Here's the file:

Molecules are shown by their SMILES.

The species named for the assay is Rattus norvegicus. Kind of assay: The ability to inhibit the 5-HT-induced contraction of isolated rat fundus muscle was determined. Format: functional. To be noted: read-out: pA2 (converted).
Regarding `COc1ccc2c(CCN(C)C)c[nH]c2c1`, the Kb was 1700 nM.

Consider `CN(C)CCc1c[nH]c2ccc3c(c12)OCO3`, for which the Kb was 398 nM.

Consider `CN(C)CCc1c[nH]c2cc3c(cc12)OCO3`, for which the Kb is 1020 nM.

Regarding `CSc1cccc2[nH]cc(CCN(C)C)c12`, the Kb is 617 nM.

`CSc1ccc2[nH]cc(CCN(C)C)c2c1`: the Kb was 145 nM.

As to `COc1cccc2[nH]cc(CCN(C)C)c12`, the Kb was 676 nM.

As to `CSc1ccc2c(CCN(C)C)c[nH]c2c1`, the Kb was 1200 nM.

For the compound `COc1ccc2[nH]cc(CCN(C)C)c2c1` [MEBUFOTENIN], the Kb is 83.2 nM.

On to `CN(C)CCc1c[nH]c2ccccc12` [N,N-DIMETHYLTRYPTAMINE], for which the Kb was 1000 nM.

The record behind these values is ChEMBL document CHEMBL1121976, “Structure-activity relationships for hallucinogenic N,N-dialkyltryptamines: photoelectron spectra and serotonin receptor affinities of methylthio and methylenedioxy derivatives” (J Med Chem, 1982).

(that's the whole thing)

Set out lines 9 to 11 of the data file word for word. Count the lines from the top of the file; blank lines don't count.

As to `CSc1ccc2c(CCN(C)C)c[nH]c2c1`, the Kb was 1200 nM.

For the compound `COc1ccc2[nH]cc(CCN(C)C)c2c1` [MEBUFOTENIN], the Kb is 83.2 nM.

On to `CN(C)CCc1c[nH]c2ccccc12` [N,N-DIMETHYLTRYPTAMINE], for which the Kb was 1000 nM.